Roy Halladay pitched excellently against the San Diego Padres on Sunday afternoon, striking out 14 hitters in eight and two-thirds innings. The ninth inning had a similar feel to the ninth in his start on April 13 against the Washington Nationals. In both games, Halladay was working on a shut-out, but had a high pitch count going into the final inning. Both times, Charlie Manuel opted to let his star pitcher attempt to finish the game, and in neither case did he accomplish that goal.
Halladay led the league in complete games in each of the past four years, and in complete game shut-outs in each of the past three years. If there is one pitcher in baseball conditioned to such a heavy workload, it’s Halladay. He has thrown 110 or more pitches in each of his previous four starts, and did so in 17 of his 33 starts last year.
Those who think Halladay should be out there in the ninth inning with a high pitch count in a close game usually lament the current era of baseball for “pampering” pitchers. However, it’s less about pampering and more about risk-aversion and protecting assets. Managers and pitching coaches who hold their pitchers to pitch counts are being cautious, and the Phillies should be just as cautious. After all, they have Halladay signed through 2014 potentially, as well as Cliff Lee through 2016 (potentially), and both Cole Hamels and Roy Oswalt through 2012 (potentially). Assuming all options are exercised, the Phillies have $263 million committed to their four best starters, and that’s without accounting for Hamels’ final year of arbitration.
If the Phillies had no solid options behind Halladay, and if the game was close, I could understand sending Halladay back to the mound with 113 pitches. According to FanGraphs, though, the Phillies had a 97 percent chance to win when the top of the ninth inning ended. Furthermore, despite that Jose Contreras went on the 15-day disabled list, the Phillies had two reliable arms that could have gotten three outs in Ryan Madson and Antonio Bastardo. The Phillies get nothing extra from letting Halladay finish the game. Halladay gets the extra notch in the “CG” and “SHO” columns on Baseball Reference, but the Phillies risk a lot (fatigue, injury) for nothing in the regular season in April.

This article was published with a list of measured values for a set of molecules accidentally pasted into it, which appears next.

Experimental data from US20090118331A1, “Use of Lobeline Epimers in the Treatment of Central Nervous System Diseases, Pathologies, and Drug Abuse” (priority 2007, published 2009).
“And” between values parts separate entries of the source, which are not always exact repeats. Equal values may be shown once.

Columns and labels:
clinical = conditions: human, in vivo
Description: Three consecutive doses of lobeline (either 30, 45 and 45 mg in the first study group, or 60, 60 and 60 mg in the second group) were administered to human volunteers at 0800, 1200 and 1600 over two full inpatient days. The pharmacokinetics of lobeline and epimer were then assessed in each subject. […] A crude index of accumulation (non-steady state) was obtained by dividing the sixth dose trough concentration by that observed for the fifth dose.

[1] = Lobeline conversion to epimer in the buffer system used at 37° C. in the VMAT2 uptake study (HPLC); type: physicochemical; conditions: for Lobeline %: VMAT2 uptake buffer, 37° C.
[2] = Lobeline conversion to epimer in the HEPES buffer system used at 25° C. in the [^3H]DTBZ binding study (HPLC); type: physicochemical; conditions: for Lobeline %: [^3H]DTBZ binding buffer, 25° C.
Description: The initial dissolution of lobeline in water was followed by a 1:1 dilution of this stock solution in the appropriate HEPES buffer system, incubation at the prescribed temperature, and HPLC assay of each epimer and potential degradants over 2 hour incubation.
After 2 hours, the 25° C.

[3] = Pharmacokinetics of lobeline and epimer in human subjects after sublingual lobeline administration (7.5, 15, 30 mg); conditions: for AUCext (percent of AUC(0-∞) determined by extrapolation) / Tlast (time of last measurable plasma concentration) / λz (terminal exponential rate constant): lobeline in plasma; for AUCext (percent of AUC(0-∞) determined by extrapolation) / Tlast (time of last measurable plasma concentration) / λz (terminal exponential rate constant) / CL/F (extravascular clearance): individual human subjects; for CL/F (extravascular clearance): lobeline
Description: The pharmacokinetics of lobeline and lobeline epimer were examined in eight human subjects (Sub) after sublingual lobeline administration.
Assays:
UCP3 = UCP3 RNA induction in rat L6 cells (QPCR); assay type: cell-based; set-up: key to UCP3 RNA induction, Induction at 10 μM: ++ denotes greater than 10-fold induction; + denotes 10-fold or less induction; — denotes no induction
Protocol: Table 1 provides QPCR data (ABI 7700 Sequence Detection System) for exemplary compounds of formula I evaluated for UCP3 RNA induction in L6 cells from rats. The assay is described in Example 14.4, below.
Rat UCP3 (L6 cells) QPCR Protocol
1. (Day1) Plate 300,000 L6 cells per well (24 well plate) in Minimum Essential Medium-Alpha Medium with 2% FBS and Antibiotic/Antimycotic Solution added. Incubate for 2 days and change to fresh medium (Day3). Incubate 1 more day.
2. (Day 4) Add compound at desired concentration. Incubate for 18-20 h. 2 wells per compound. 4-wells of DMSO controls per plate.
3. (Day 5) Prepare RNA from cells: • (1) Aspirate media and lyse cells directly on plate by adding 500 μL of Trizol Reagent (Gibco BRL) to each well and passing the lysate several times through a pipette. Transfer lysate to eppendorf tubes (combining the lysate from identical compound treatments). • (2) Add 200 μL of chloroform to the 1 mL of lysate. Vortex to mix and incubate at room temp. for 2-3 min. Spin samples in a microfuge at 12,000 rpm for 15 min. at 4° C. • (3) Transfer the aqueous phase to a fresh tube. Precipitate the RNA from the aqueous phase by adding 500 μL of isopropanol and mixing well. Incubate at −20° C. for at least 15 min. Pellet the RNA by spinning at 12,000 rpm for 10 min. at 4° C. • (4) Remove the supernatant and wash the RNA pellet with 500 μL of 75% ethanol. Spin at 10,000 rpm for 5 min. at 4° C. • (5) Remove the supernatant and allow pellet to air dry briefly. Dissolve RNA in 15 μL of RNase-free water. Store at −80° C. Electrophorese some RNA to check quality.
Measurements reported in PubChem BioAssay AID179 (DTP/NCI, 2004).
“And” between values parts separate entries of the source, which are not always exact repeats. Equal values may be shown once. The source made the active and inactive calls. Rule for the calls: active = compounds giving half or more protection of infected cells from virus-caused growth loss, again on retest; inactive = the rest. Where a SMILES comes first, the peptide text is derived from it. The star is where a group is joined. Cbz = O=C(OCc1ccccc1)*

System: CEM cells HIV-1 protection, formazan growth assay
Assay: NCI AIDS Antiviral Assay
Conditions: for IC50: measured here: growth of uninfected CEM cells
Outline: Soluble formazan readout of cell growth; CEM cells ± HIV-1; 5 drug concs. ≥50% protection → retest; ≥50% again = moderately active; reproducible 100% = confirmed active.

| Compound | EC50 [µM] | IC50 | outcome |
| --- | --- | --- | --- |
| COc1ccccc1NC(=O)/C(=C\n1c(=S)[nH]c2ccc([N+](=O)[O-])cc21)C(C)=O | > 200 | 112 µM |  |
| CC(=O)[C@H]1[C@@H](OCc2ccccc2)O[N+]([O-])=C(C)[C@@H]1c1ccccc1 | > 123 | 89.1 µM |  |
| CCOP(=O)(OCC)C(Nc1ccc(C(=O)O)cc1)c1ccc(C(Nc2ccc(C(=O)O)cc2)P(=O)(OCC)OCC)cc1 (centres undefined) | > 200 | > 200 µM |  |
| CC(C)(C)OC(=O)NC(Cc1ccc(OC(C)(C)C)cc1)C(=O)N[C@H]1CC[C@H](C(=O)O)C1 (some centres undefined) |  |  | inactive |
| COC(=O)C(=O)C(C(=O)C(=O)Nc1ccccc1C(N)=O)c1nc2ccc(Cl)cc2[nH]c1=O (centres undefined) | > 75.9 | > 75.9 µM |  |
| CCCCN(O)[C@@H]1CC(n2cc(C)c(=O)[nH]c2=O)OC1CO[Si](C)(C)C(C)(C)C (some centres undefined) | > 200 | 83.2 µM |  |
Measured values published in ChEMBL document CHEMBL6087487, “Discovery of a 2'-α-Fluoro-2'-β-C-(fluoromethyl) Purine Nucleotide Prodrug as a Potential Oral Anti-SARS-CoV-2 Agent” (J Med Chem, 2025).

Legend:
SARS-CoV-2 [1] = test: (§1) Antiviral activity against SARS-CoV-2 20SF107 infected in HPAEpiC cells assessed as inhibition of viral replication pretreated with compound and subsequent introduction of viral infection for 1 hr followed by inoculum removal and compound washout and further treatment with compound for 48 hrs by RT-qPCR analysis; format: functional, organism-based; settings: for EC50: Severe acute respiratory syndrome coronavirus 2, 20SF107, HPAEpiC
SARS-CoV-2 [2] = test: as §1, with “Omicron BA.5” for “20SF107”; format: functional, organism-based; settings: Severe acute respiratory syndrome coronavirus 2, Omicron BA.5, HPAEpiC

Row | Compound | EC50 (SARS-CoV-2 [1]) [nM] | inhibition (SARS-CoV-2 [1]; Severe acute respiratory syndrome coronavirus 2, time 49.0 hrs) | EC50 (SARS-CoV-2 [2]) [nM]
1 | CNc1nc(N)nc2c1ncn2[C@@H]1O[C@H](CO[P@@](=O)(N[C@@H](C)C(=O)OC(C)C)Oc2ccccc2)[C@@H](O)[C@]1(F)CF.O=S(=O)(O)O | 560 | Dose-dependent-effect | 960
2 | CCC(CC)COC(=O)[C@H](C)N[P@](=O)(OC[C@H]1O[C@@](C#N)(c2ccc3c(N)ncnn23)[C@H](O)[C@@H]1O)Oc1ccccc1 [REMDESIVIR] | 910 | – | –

Entering yesterday afternoon’s game, the Phillies had the third-highest total innings pitched by starters, behind the Los Angeles Dodgers and Atlanta Braves (both had two extra games in hand). The Phillies had the lowest total innings pitched by relievers.
It’s not just Halladay that is getting overworked early by Manuel. Hamels threw 126 pitches through eight shut-out innings against the Padres on Friday, a game the Phillies won 2-0. He entered the eighth with 109 pitches. There is just no reason to have him out there, and Hamels did appear fatigued. His fastball usually sits around 91 MPH, but averaged just 89.5 MPH in the eighth inning.
Jose Contreras, recently placed on the disabled list, needed 20 or more pitches to get through four of his eight one-inning appearances. He had pitched in five of the Phillies’ seven games from April 15-21, throwing a total of 81 pitches.
I know I’ve been very critical of Manuel over the years. The Phillies have been very successful under his leadership. Every player that has passed through Philadelphia since 2005 has sworn by him. There’s something to be said for the way he deals with his players, and maybe that’s enough to outweigh his strategical miscues. While failure to abuse a platoon match-up will only lead to one loss maximum, overworking starters can lead to multiple losses and even to injuries — effects that can be felt years down the road. Being mindful of pitch counts isn’t “pampering” pitchers; it’s being smart and putting your team in the best position to win as many games over the long haul as possible.